Saving Your Marriage
Your marriage vows have been broken. Or your spouse has lied to you, abused you, neglected you. What can you do? You have entertained divorce. But, that seems so painful, more painful than reconciliation. And you think about the possibility of working on your marriage and seeing what would happen. It’s a risk. It’s even scary. You’ve prayed. You’ve wept. Can your marriage be saved? Can God do something to bring healing? Can you forgive? Can you trust him/her again?
I want to guide you through some steps in this course: Healing Your Broken Marriage. Steps which when applied to your life and relationship will help you regain hope and work towards reconciliation, putting the past where it should be: in the past, and moving forward.
If you know Jesus Christ, then, pray and ask Him to help you through this process and this journey. With Christ you and your spouse can begin again, put the affair, the issues and the hurt behind you. When you became a Christian, Jesus gave you a clean slate and helped you to start over. He forgave all of your sins. Your spouse is a sinner as you discovered early in your relationship. Maybe you can begin now to consider the idea of forgiveness.
There are the steps I want to Help you work through: Hoping again, Grieving, Forgiving, Rebuilding Trust and Expressing Yourself.
What will give you hope that you can work through this trauma with your spouse? On a human level, you and your spouse have no doubt worked through trials and disappointments in the past. You have both probably forgiven each other for hurtful words, unkind actions, disrespect, forgetfulness, conflict. Most couples work through issues. Maybe you haven’t worked things out as satisfactorily as you would have liked. Maybe you are still holding on to some resentment and feelings of disappointment. When your spouse lets you down, you remember the many times he/she has done this in the past….. so, the pain is pretty deep.
There are two considerations here. Your ability as a couple to work through issues in the past can give you hope for the future. But, your deep resentment about the past will greatly dim the hope you might have.
So, here is where you can begin. You can start with God. He is the author of hope and the One who can give you inner hope even when things appear pretty bleak.Consider these scriptures:
- Ps 25:5 guide me in your truth and teach me, for you are God my Savior, and my hope is in you all day long.
- Ps 25:21 May integrity and uprightness protect me, because my hope is in you.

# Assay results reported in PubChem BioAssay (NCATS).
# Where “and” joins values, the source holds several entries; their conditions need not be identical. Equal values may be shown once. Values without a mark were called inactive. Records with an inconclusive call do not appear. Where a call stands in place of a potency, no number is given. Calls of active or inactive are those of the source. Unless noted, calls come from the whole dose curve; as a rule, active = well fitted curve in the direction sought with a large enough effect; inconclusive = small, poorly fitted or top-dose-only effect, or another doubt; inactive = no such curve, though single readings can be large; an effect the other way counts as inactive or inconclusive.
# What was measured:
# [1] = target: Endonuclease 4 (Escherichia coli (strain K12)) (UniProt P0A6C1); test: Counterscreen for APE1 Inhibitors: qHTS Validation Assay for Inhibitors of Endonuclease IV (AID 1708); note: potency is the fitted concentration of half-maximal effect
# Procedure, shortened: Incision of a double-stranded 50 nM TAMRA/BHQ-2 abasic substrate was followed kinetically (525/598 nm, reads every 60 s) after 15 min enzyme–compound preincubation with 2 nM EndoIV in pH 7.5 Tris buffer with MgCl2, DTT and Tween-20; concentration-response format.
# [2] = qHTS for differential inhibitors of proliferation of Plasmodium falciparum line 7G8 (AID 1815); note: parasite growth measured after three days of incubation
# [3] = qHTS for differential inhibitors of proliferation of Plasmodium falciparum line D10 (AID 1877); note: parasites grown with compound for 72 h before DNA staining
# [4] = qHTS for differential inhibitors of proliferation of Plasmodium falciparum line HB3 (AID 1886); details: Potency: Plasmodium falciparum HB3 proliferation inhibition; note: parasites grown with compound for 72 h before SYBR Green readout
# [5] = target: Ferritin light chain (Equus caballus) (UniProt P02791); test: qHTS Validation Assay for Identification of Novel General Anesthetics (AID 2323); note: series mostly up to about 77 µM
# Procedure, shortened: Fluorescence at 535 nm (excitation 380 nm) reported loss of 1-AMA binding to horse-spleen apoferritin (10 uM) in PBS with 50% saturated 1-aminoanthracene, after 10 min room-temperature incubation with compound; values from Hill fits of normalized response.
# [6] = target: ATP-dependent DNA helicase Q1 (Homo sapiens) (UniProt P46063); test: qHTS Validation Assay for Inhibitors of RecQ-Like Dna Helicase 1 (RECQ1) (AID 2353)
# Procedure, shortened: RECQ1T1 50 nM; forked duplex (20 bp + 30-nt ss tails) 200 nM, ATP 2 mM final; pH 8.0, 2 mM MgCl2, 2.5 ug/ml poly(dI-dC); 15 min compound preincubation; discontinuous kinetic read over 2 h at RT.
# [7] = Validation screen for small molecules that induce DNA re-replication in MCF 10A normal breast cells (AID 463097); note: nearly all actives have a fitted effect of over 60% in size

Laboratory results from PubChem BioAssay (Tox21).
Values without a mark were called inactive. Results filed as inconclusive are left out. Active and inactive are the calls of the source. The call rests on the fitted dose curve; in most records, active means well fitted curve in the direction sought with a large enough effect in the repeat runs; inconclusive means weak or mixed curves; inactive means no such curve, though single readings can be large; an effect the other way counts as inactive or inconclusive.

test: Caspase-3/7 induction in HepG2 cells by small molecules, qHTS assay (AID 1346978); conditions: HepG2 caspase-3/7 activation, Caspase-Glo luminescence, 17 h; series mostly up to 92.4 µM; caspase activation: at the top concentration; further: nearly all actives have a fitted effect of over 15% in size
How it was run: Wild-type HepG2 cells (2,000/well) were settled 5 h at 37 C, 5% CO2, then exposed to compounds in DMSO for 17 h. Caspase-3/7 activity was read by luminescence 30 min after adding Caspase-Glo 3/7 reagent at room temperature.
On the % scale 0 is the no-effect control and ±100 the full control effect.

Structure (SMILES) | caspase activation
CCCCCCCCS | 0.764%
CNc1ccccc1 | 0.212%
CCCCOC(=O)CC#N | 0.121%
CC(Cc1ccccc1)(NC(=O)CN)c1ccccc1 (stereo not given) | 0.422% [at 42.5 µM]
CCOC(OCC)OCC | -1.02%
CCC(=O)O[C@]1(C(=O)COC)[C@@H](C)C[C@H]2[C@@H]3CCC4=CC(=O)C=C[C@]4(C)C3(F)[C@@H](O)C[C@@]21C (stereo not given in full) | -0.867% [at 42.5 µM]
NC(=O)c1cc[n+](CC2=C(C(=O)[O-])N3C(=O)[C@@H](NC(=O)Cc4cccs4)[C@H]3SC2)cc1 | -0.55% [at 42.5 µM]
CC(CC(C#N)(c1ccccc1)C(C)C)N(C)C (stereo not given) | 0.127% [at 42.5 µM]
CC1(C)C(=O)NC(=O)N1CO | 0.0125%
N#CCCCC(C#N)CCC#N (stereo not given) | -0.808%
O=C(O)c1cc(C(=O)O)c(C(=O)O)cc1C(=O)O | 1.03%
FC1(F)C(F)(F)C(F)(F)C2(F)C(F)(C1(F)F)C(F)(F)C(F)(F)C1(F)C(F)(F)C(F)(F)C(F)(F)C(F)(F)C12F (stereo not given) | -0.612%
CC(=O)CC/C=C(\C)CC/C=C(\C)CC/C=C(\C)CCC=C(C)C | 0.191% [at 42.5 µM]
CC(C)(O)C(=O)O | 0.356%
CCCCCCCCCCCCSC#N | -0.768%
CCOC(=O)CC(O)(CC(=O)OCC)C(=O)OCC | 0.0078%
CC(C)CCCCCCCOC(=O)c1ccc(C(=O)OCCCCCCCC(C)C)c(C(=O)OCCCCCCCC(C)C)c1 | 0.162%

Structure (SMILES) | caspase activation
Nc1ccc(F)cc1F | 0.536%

- Ps 31:24 Be strong and take heart, all you who hope in the LORD.
- Isa 49:23 Then you will know that I am the LORD; those who hope in me will not be disappointed.”
- Rom 15:13 13 May the God of hope fill you with all joy and peace as you trust in him, so that you may overflow with hope by the power of the Holy Spirit. Hope from God springs up like a fountain, even when life is at it’s bleakest.
- “Therefore, if anyone is in Christ, he is a new creation; the old has gone, the new has come!” 2 Cor 5:17 (NIV)
It’s ok to be broken. It’s ok to grieve. You must go through that process to come out stronger.
Hemingway wrote: “The world breaks everyone….. but, many are strong at the broken places”. Will you try? Can God give you the strength to work through the brokenness? Are you willing? God is ready to help you. In Matthew 19:26 “Jesus looked at them and said, “With man this is impossible, but with God all things are possible.” (NIV) Do you believe this?
If you and your spouse are separated, I would recommend that your read this excellent book: Hope for the Separated: Wounded Marriages Can Be Healed by Gary Chapman.
Healing Your Broken Marriage by Grieving
“The Only Way Out of Grief is Through”
Once you face the reality of a loss like an affair in marriage, or the pain of abuse, you need to begin to grieve. Because grief is a process and can’t be cut short, someone said, “The only way out of grief is through”.
Grief forces you to deal with and face the pain of loss, betrayal, fear in the marriage. When your spouse has betrayed you through an affair or abuse….. it seems like he is no longer the person you married. It seems like you have lost that person and now, someone else is standing in his/her place because they can no longer be trusted and no longer have the same character or values you once knew and once trusted. But, first you need to determine how to work your way out of the grief and understand what you are experiencing.
There are many ways to look at the grief process. Dr. kubler-Ross identified this pattern in dying patients: denial “there must be some mistake”; anger “why me?”; bargaining…an attempt to postpone; depression: sorrow over past losses & that to come; acceptance/ reorganization.
Dr. Colin Murray-Parkes defined 4 phases of mourning:
1. A period of numbness occurring close to the time of loss
2. A phase of yearning: for lost one to return; a denial of the permanence
3. Disorganization/despair; bereaved finds it difficult to function in environment.
4. Reorganized behavior…beginning to pull life back together.
You will experience some of the following symptoms:
- shock, sadness, crying; changes in life & roles & responsibilities; fears about the future,
- feelings of helplessness and hopelessness, anxiety, loneliness, confusion, yearning.